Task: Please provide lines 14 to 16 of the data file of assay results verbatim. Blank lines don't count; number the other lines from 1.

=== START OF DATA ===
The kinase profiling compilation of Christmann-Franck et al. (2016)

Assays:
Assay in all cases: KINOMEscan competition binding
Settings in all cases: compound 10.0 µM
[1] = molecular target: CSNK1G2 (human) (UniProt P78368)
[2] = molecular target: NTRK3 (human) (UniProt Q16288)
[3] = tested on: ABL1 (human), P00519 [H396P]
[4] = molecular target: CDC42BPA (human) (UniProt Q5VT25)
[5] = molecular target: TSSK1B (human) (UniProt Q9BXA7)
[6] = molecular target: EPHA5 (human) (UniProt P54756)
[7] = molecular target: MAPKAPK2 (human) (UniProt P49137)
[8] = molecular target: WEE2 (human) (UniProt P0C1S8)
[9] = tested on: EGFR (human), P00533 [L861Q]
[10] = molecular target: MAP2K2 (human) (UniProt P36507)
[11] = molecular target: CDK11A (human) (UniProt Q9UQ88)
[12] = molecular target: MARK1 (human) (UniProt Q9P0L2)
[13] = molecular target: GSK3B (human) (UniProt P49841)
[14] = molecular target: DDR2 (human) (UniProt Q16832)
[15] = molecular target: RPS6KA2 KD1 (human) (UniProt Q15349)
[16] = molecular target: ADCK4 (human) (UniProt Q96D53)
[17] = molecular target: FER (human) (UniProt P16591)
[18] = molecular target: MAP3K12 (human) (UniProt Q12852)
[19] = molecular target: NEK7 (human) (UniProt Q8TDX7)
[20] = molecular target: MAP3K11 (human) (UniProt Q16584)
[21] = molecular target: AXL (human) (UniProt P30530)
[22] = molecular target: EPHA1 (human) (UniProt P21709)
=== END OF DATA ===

[10] = molecular target: MAP2K2 (human) (UniProt P36507)
[11] = molecular target: CDK11A (human) (UniProt Q9UQ88)
[12] = molecular target: MARK1 (human) (UniProt Q9P0L2)